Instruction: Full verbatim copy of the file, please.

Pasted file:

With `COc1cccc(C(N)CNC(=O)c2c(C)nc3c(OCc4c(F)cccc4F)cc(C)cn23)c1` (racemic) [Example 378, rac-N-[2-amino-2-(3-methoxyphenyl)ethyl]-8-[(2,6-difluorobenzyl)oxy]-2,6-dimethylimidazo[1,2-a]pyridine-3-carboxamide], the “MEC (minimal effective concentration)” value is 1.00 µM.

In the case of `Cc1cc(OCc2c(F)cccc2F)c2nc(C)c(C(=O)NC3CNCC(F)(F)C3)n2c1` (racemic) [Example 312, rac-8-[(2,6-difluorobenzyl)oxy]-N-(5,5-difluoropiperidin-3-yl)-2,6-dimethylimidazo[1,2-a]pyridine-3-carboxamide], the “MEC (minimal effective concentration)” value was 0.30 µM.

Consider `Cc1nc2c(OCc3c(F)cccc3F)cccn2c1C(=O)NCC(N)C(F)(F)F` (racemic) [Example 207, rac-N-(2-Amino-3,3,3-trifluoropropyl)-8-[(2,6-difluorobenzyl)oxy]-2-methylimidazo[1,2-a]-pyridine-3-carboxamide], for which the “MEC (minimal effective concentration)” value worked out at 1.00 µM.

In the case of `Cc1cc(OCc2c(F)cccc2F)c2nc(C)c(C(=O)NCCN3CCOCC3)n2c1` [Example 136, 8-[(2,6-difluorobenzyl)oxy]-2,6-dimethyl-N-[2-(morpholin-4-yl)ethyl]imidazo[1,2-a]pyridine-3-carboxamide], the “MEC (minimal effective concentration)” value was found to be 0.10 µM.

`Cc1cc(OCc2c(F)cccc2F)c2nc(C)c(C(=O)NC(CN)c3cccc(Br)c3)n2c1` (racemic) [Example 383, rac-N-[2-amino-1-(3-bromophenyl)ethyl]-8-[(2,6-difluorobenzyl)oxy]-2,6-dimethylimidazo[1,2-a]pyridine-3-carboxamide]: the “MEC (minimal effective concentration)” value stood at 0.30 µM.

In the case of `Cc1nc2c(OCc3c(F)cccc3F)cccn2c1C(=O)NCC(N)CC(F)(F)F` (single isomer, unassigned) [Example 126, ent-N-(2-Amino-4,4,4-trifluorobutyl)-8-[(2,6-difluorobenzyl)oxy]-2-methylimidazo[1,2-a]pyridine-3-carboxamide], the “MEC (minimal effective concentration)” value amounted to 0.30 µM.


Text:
With `COc1cccc(C(N)CNC(=O)c2c(C)nc3c(OCc4c(F)cccc4F)cc(C)cn23)c1` (racemic) [Example 378, rac-N-[2-amino-2-(3-methoxyphenyl)ethyl]-8-[(2,6-difluorobenzyl)oxy]-2,6-dimethylimidazo[1,2-a]pyridine-3-carboxamide], the “MEC (minimal effective concentration)” value is 1.00 µM.

In the case of `Cc1cc(OCc2c(F)cccc2F)c2nc(C)c(C(=O)NC3CNCC(F)(F)C3)n2c1` (racemic) [Example 312, rac-8-[(2,6-difluorobenzyl)oxy]-N-(5,5-difluoropiperidin-3-yl)-2,6-dimethylimidazo[1,2-a]pyridine-3-carboxamide], the “MEC (minimal effective concentration)” value was 0.30 µM.

Consider `Cc1nc2c(OCc3c(F)cccc3F)cccn2c1C(=O)NCC(N)C(F)(F)F` (racemic) [Example 207, rac-N-(2-Amino-3,3,3-trifluoropropyl)-8-[(2,6-difluorobenzyl)oxy]-2-methylimidazo[1,2-a]-pyridine-3-carboxamide], for which the “MEC (minimal effective concentration)” value worked out at 1.00 µM.

In the case of `Cc1cc(OCc2c(F)cccc2F)c2nc(C)c(C(=O)NCCN3CCOCC3)n2c1` [Example 136, 8-[(2,6-difluorobenzyl)oxy]-2,6-dimethyl-N-[2-(morpholin-4-yl)ethyl]imidazo[1,2-a]pyridine-3-carboxamide], the “MEC (minimal effective concentration)” value was found to be 0.10 µM.

`Cc1cc(OCc2c(F)cccc2F)c2nc(C)c(C(=O)NC(CN)c3cccc(Br)c3)n2c1` (racemic) [Example 383, rac-N-[2-amino-1-(3-bromophenyl)ethyl]-8-[(2,6-difluorobenzyl)oxy]-2,6-dimethylimidazo[1,2-a]pyridine-3-carboxamide]: the “MEC (minimal effective concentration)” value stood at 0.30 µM.

In the case of `Cc1nc2c(OCc3c(F)cccc3F)cccn2c1C(=O)NCC(N)CC(F)(F)F` (single isomer, unassigned) [Example 126, ent-N-(2-Amino-4,4,4-trifluorobutyl)-8-[(2,6-difluorobenzyl)oxy]-2-methylimidazo[1,2-a]pyridine-3-carboxamide], the “MEC (minimal effective concentration)” value amounted to 0.30 µM.